10. The old mysterious stranger walks into a bar story, eh? Very well done. I was thinking Burt Lancaster in Elmer Gantry, but this stranger is a lot more scary. Good job, Tony!

  11. You did a good job on the western feel of this, and I appreciated the subtle supernatural context. This was an entertaining read from start to finish.

  12. I love a good saloon story and this didn't disappoint. The stranger and the price he demanded left me guessing. I agree with Eric, entertaining. I think this could be a longer story as well.

  13. Not only is that one of the best titles ever, but you have nailed the atmosphere here Tony, as well as the characters, voice, all of it. You need to do western more often!

    Love this line: "Silence filled the still air, and stretched on like a scream."

  14. Glad you kept this title. I kept waiting for the other shoe to drop, and boy did it ever. Reminds me of the Gunslinger series, too. Nice work.

  15. I'm glad this working, guys. In my first foray into a genre, I worry about how clumsy I am with it.

    Dusty saloon, stranger walking into a bar, blowhard rancher... did I miss any tropes with this?

    Oh, the disillusioned sheriff and the hooker with a heart of gold. maybe for the sequel.


  16. Oh, you simply cannot let this end. It's too good. I want to know what the price is!

  17. Another classic from you Tony. You may not have done the genre before, but you've got atmosphere to a T every time you attempt one.

  18. I'm always a sucker for a western tale of terror, Tony...

  19. LOVE Westerns. Stories all the more. Thank you for this gift Tony. It was two minutes worth spending on something so fine.

  20. A great piece of writing.

    I loved the sarcastic comments from the Matteson character.

  21. Nice job, Tony. I grew up watching Westerns and as a New Mexico native I know more about Billy the Kid than is quite necessary. I enjoyed the read and I love that you don't tell us the price. The whisper and the reaction of Long Bill is more exciting than actually giving us the answer.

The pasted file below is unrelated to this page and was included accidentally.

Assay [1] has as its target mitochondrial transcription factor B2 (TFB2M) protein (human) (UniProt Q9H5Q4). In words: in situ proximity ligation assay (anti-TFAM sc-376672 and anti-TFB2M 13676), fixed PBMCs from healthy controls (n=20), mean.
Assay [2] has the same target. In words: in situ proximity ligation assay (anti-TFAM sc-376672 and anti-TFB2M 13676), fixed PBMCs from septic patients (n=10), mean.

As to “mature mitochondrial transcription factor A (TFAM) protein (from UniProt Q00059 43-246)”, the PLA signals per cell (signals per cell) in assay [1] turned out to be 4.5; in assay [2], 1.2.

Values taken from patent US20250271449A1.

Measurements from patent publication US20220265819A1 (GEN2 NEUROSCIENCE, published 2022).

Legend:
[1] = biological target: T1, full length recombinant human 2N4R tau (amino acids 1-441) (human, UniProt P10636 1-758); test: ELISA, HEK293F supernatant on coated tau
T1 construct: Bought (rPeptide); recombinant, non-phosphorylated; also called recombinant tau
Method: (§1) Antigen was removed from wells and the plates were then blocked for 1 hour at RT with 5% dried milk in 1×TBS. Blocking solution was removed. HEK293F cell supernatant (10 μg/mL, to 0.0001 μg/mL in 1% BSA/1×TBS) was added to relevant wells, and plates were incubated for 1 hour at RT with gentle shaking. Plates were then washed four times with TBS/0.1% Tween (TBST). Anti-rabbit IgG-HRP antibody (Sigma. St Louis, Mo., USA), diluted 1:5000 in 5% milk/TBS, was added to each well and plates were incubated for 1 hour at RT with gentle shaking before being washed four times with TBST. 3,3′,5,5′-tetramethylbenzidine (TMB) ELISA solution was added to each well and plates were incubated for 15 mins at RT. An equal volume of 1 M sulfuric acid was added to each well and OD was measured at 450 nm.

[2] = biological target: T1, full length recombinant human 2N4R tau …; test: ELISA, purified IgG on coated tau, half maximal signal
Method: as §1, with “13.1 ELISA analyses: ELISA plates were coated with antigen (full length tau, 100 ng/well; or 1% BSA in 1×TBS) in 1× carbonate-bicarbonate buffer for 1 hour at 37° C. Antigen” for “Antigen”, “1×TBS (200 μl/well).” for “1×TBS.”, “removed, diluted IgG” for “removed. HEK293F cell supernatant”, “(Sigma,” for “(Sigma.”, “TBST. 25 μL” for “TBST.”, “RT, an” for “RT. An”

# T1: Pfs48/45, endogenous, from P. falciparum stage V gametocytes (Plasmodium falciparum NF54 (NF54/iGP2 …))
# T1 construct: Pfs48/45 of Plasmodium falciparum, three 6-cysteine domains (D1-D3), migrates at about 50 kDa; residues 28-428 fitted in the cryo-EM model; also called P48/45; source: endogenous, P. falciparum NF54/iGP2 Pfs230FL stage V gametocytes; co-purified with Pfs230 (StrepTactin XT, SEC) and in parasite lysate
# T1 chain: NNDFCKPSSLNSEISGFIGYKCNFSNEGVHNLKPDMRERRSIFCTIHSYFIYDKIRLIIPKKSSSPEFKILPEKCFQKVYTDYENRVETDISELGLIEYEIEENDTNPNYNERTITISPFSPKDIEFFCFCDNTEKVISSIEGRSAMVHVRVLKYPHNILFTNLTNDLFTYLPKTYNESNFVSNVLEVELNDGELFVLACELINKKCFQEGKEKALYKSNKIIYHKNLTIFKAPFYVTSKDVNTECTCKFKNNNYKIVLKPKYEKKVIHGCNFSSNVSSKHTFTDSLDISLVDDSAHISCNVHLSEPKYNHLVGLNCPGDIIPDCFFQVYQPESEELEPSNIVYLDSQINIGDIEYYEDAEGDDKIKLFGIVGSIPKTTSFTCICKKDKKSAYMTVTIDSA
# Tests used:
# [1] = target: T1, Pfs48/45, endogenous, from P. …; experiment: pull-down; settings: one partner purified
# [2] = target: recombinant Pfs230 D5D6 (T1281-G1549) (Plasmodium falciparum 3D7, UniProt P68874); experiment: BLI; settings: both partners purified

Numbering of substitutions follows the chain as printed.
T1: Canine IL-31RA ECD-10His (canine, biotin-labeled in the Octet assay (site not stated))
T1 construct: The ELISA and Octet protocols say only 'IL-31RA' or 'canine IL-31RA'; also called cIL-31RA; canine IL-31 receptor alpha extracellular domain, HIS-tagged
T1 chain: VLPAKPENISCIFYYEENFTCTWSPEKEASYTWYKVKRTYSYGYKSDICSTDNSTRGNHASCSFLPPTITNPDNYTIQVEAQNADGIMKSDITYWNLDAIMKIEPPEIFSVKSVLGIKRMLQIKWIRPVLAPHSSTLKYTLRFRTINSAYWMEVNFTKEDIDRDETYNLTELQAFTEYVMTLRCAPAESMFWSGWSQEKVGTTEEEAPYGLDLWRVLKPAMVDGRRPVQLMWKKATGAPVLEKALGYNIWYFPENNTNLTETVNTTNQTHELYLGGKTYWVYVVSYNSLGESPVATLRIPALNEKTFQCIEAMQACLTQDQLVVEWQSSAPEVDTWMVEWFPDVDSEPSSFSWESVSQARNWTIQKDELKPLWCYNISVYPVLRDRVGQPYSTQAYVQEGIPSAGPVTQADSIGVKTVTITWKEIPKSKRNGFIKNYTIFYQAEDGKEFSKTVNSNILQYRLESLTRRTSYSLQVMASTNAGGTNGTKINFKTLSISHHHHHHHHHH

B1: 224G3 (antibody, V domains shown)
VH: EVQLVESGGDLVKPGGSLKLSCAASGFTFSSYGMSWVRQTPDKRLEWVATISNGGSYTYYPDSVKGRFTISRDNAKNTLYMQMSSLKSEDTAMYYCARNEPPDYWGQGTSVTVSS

22. This is my favorite tone of yours in a while. Yes, it does draw on Western tropes, but the attitude is in both narration and dialogue (like the "Well, goddamn, you must be some kinda fortune teller, son" response to whiskey). Besides, I like Westerns. Want to go see True Grit with me?

  23. Great story, really enjoyed it, and I liked the way you left it open for us to guess what the price of rain is.

  24. Love the story and great dialogue! The final line is fantastic and the mystery price certainly asks for a sequel.

    I'm guessing the stranger is the devil, and his price is a willing sacrifice. Since no one volunteered, he'll chose who'll die/serve him/become something. I'm curious! heh

    Since you usually appreciate feedback, I thought I'd share some impressions. I hope you won't mind.

    I'd suggest you tighten up the 2nd paragraph a bit. It seems that you dedicated too much space to showing that he came in mostly unnoticed. You could have reached the same result with a sentence or two.

    Matterson's face turned red twice, on the 21th paragraph and on the 23th, and you don't show him going back to his natural color in between. It felt a bit awkward for me. But then, it could be just me. ;)

  25. I liked this alot. The mysterious stranger. I like that you kept his price and reason for needing volunteers a mystery too.

  26. Very entertaining yarn. It was nice of him to ask for volunteers even though some would pay the price either way. The Matteson character really came alive (before he died?)

  27. I like the ending, the supernatural feel of it. I guess the stranger picked his two or three... eh, volunteers. Some genres, westerns among them, are ripe for mixing. The end result is a pleasant cocktail. Good read.

  28. very cool stuff! Excellent scene setting. I would have liked a bit more of a hint as to the nature of the volunteering though :-)

  29. To be honest, guys, I don't know what the stranger wants as payment. I never got that specific when I was picturing it.

  30. That was GREAT!! I just loved the tension in this, Tony. The last sentence was eerie and foreboding and just yummy.

  31. Great tension throughout this! I want more though! Are you going to write a sequel?

  32. Amazing. Excellent use of dialogue and diction to set the tone, and just the right amount of mystery at the end. Loved it.